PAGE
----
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Indonesia National Program for Community Water Supply and Sanitation Services

4.6 Inadequate institutional arrangements

Investments for water supply development and for sanitation and hygiene improvement are often combined into a single program, which makes it difficult to locate a suitable institutional home, or develop effective institutional arrangements. 
WSLIC-2 is recognized as one of the most effective community-driven development projects in Indonesia. However, despite a well-planned approach, the sanitation and hygiene component has been buried by the demands of the water supply development components. Many of the more innovative activities never happened, while the bulk of the sanitation and hygiene promotion expenditure went into revolving credit funds that have neither reached the target population nor been repaid. 
In WSLIC-2, several important and well-planned elements of the ‘improving health behavior and services’ component, including the mass media and social marketing campaigns, have not been implemented. The reasons for the failure of these sub-components are complex, but none of them had a direct bearing on the main program performance indicators (number of water supply facilities constructed; population benefiting from water supply facilities; number of school and household toilets constructed; number of people trained) and it proved difficult to recruit suitably qualified and motivated staff to implement these specialist activities. Inevitably, under the normal time and resource constraints, these activities received less interest and attention than the implementation of the water supply and sanitation facilities.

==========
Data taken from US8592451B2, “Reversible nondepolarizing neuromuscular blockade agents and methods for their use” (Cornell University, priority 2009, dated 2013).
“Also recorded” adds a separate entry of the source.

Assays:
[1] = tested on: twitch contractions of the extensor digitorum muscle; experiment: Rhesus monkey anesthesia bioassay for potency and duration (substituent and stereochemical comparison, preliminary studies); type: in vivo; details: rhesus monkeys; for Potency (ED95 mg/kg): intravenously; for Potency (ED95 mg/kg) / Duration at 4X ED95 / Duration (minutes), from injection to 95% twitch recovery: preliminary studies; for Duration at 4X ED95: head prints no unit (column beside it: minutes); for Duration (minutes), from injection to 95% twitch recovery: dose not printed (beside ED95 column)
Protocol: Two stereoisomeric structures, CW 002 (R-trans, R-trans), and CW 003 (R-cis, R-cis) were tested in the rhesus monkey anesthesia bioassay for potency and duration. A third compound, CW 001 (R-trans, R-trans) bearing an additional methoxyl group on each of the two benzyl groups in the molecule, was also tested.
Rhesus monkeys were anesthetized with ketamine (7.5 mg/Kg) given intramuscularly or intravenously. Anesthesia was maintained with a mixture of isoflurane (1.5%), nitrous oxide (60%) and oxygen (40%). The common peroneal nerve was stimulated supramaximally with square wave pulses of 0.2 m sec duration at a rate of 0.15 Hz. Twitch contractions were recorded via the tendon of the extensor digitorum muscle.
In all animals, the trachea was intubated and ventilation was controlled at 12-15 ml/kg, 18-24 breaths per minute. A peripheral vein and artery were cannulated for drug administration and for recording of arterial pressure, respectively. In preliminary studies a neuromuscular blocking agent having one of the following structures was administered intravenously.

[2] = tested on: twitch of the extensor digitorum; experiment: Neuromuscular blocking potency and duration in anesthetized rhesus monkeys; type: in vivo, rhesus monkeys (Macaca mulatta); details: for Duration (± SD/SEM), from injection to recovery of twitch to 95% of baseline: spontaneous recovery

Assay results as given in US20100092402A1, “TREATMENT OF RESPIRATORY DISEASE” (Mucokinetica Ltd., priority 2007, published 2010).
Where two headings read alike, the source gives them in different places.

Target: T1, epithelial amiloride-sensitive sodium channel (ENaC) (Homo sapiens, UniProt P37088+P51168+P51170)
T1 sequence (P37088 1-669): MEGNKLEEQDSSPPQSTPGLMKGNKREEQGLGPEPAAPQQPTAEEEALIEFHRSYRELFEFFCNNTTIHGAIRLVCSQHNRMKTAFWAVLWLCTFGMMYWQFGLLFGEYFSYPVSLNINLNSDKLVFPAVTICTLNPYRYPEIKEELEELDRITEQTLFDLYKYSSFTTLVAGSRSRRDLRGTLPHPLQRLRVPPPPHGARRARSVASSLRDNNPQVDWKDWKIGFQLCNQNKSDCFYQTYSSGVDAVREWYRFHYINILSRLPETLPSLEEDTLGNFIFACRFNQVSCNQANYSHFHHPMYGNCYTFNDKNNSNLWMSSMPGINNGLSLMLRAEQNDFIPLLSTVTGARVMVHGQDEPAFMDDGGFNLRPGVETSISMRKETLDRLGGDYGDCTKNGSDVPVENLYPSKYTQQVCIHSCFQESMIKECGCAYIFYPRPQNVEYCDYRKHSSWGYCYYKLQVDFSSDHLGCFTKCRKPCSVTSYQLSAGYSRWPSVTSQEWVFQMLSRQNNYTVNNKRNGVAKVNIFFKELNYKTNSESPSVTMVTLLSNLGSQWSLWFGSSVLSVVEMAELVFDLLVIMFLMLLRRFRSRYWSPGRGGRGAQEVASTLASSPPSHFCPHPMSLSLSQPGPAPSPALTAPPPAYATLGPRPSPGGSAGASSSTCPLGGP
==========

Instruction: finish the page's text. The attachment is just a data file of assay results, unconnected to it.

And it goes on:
Water supply development requires a high level of technical knowledge, thus must involve institutions with strong engineering skills and experience, even when implementation is participatory and community-driven. Water supply programs also need to establish relatively complex systems for the management of shared infrastructure, thus must engage with local leaders, develop community level institutions, and build financial and operational capacity.
In contrast, sanitation and hygiene interventions operate at a lower level and in a different way, working with individual mothers and children, with poor households and neighborhoods, and with local health and hygiene service providers. Inevitably, sanitation and hygiene promotion require very different skills and institutional arrangements to those needed for water supply development.
However, in most programs, there are few institutions and resources allocated exclusively to sanitation and hygiene improvement. In the WSLIC-2 project, one member of the community facilitation team is theoretically responsible for ‘health activities’, but in practice the team operates as a single unit that works together on all aspects of the project. Similarly, whilst district ‘health and community development’ consultants have broad responsibility for hygiene promotion, their duties do not extend to management of specific sanitation or hygiene activities or teams. Most project staff are responsible for activities under several different project components, including water supply development (which consumes 90% of project time and resources), thus there is little specific responsibility or accountability for sanitation and hygiene improvement.